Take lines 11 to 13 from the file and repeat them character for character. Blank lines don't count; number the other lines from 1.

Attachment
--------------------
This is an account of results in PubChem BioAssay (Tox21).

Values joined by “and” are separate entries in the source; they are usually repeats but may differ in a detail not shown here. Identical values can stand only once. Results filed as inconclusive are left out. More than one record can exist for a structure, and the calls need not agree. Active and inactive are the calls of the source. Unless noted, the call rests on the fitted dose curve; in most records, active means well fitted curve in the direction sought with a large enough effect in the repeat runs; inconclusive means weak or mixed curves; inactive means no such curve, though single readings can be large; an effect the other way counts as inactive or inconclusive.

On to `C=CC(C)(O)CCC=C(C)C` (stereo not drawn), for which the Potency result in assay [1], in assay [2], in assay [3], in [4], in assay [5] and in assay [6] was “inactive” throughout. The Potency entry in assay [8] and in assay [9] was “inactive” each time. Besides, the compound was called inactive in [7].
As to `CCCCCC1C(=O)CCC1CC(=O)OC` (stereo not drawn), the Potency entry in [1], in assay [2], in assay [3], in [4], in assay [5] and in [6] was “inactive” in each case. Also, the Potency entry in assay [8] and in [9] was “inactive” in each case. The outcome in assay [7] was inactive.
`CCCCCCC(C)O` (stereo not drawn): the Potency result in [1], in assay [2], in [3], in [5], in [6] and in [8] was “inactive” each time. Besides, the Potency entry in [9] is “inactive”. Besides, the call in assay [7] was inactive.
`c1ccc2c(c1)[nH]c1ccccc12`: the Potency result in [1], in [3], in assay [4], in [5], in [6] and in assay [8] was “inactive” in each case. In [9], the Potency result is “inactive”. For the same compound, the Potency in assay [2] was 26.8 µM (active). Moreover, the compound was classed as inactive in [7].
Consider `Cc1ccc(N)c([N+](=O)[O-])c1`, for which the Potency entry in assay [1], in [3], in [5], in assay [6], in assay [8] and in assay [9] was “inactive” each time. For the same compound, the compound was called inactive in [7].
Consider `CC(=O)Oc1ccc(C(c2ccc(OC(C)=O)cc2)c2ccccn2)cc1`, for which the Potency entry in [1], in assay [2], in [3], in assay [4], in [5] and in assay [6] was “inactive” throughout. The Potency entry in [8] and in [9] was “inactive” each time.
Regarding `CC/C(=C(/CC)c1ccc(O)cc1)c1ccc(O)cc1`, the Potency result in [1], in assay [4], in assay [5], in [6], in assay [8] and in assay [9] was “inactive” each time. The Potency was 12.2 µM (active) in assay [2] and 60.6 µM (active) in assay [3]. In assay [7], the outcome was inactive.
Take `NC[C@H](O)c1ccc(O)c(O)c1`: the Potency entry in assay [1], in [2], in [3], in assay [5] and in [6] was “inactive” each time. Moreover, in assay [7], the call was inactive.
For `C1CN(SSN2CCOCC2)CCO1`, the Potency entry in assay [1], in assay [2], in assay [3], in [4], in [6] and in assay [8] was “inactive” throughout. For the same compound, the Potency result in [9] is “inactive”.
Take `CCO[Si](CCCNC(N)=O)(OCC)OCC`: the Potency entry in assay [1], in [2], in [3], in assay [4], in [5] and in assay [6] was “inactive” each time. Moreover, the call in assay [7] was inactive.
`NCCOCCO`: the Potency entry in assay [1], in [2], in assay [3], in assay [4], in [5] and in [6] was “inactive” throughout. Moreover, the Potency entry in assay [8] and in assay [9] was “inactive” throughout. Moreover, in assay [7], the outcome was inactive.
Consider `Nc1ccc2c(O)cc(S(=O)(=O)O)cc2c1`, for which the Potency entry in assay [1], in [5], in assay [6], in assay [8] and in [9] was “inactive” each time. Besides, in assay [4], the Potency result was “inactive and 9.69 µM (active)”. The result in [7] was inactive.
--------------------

For `C1CN(SSN2CCOCC2)CCO1`, the Potency entry in assay [1], in assay [2], in assay [3], in [4], in [6] and in assay [8] was “inactive” throughout. For the same compound, the Potency result in [9] is “inactive”.
Take `CCO[Si](CCCNC(N)=O)(OCC)OCC`: the Potency entry in assay [1], in [2], in [3], in assay [4], in [5] and in assay [6] was “inactive” each time. Moreover, the call in assay [7] was inactive.
`NCCOCCO`: the Potency entry in assay [1], in [2], in assay [3], in assay [4], in [5] and in [6] was “inactive” throughout. Moreover, the Potency entry in assay [8] and in assay [9] was “inactive” throughout. Moreover, in assay [7], the outcome was inactive.